I swear that I saw the cloud pulse, and grow a little bigger, right as we lost sight of it.

posted by Mors Rattus Original SA post

7th Sea: I swear that I saw the cloud pulse, and grow a little bigger, right as we lost sight of it.

The most organized pirates are the Brotherhood of the Coast. They started out as a group of prisoners on the island of Bucca, off the coast of Castille. It was located in a very dangerous part of the sea to prevent escape. Rumors say that the plague broke out there, but only those who were they know what happened for sure. Whatever it was, though, the inmates overcame the wardens before anyone know what was happening and captured a supply ship. They set sail, and before long had captured three Castillian galleys, two Montaigne warships and a Vodacce merchantman.

Two years later, they're the scourge of the seas. They've got ships from every nation that sails, and sailors from across the world - and why? Because people want freedom. The Brotherhood offers it. They are still based on the isle of Bucca, now protected by the prisons' dangerous waters - full of reefs and shallows. There's only three maps of the area, and they own two. The third was stolen from the office of Castille's High Admiral by unknown thieves and hasn't been seen since. There's only one safe approach, and the "King" of the Brotherhood, Allende, has laid in traps in those waters. Only he and his men know the one safe path. The island itself is self-sufficient and has enough food and water for the Brotherhood. The local seas are also full of leviathans, the greatest whales. No one knows why they school in the area, though.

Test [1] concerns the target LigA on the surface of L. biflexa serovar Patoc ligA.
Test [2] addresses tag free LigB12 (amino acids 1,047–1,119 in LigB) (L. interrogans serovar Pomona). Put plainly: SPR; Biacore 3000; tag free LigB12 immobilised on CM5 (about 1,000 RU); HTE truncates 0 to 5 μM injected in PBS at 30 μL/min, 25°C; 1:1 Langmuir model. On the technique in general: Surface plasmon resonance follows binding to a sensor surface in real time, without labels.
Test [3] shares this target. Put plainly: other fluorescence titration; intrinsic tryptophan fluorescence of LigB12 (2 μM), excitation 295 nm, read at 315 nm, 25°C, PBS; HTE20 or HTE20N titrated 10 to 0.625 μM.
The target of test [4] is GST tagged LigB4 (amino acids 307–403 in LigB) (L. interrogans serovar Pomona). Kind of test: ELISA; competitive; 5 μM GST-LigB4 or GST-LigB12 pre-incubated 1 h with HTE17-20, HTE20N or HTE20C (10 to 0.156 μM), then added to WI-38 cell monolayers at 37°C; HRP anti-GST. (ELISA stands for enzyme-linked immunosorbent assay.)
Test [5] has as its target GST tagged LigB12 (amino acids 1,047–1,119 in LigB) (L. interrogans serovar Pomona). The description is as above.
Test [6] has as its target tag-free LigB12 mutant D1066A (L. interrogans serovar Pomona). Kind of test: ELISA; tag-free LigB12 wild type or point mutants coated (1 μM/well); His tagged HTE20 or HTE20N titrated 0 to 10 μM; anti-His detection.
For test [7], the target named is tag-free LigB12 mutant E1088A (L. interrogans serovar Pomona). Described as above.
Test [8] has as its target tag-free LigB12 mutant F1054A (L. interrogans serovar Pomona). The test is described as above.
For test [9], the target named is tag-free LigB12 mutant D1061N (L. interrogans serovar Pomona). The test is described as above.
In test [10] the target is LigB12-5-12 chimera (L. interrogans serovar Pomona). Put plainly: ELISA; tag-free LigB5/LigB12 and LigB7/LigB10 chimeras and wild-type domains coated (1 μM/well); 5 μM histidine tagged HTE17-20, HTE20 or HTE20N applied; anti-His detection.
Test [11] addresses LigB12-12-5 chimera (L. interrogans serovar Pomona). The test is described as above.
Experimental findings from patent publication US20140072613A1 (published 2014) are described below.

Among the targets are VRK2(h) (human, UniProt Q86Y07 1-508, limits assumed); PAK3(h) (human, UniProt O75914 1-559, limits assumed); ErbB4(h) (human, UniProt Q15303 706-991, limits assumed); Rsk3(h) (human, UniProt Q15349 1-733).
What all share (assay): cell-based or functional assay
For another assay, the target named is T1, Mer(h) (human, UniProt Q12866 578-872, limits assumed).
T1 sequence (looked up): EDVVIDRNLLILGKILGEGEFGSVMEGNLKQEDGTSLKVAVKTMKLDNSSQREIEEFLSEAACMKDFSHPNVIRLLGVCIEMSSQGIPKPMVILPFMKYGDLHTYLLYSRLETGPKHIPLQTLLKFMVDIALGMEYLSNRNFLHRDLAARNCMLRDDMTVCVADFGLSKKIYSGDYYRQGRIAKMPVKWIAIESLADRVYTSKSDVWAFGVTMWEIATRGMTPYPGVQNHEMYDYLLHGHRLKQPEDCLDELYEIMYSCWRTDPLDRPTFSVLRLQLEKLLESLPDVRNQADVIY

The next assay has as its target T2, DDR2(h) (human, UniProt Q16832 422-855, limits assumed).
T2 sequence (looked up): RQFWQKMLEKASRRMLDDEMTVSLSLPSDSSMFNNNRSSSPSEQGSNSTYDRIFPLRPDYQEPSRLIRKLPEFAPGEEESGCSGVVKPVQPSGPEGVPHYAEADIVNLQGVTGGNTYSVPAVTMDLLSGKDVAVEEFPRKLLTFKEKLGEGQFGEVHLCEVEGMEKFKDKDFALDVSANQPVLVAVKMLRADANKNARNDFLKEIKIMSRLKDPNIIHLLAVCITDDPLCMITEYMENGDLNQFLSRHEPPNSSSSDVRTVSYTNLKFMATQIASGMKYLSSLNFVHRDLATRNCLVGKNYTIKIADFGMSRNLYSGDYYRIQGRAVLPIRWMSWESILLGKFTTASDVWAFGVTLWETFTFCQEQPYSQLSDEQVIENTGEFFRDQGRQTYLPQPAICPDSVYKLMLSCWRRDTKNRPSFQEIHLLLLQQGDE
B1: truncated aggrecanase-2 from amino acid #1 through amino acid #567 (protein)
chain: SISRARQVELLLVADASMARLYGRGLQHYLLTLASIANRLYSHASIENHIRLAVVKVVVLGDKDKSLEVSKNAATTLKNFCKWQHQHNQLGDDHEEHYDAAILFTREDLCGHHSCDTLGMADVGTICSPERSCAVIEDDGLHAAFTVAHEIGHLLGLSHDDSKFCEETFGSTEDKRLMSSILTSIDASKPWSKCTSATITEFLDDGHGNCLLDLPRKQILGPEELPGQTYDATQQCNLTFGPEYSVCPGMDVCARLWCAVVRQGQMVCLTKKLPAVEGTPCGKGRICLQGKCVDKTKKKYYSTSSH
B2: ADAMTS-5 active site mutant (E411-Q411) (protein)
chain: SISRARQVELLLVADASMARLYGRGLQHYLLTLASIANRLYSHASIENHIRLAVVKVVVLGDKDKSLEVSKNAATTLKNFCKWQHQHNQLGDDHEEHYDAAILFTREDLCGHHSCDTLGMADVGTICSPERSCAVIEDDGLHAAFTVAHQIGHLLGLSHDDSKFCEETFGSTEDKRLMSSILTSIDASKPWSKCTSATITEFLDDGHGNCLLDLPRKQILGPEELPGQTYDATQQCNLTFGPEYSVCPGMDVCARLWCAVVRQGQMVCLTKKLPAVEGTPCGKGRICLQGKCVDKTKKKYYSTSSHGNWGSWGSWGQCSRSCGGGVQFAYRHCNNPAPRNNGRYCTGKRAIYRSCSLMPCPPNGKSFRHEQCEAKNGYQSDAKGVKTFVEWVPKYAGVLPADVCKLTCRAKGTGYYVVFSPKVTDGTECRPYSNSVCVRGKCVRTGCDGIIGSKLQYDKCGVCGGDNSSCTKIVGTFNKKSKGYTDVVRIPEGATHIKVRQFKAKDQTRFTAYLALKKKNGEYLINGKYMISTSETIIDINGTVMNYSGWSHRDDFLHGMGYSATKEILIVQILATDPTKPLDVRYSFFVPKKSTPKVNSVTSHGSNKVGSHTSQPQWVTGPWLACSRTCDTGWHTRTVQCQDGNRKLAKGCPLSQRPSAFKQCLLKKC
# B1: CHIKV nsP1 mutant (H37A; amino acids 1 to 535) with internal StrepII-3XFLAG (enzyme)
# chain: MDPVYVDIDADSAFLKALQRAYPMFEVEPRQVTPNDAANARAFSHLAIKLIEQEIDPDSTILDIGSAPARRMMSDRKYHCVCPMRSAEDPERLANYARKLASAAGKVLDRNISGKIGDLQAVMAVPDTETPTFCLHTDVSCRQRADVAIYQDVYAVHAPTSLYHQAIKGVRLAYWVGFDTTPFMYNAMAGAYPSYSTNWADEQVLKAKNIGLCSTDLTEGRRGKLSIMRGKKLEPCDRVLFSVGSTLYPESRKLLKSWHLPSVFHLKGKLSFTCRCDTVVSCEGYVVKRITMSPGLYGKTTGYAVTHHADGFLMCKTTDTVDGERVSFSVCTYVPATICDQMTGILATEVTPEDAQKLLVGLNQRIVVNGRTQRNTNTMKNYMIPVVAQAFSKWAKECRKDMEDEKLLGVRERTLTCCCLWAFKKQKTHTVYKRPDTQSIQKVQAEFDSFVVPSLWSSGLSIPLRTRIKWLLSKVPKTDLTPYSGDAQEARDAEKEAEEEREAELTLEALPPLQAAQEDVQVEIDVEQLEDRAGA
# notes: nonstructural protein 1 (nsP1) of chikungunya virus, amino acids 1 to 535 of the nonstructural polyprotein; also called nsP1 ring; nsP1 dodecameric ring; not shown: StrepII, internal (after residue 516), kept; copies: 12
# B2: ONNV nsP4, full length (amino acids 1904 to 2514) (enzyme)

The Brotherhood is the first true democracy. All of its members, man or woman, has a voice and a vote. Public forums are common, and any time there's an issue, it gets put to vote when the talking's done. The Brotherhood's grown three times its original size since it was formed, and is now practically a small nation. The most common name for members is 'buccaneer', after the island - but that name can only be applied to the original prisoners there. Anyone else using it is in for a nasty fight. All of the members, though, are 'brethren.'

Allende is their leader and likely to remain so - he is clever, resourceful and ruthless. He also knows the waters of Castille perfectly. He avoids attacking Castillian vessels - unsurprising, since he is in fact a Castille prince, as we learned before. He is surprisingly talkative with his men, and they are all loyal to him. His favored targets are Montaigne warships. Besides him, there is the famous Jeremiah Berek - famous for both his daring and his idiocy. He is an Avalon nobleman, captain of the Black Dawn. He's got no real experience on the high seas, which accounts for his reputation for stupidity - but it also makes him hard to predict, and he's used very unconventional tactics before. He's more at home in court than at sea, though - but he makes up for it in charm and daring, and he loves to attack Castille and Montaigne ships to get more gold for Avalon.

Sure, the hook looks silly, but are you going to argue with this guy?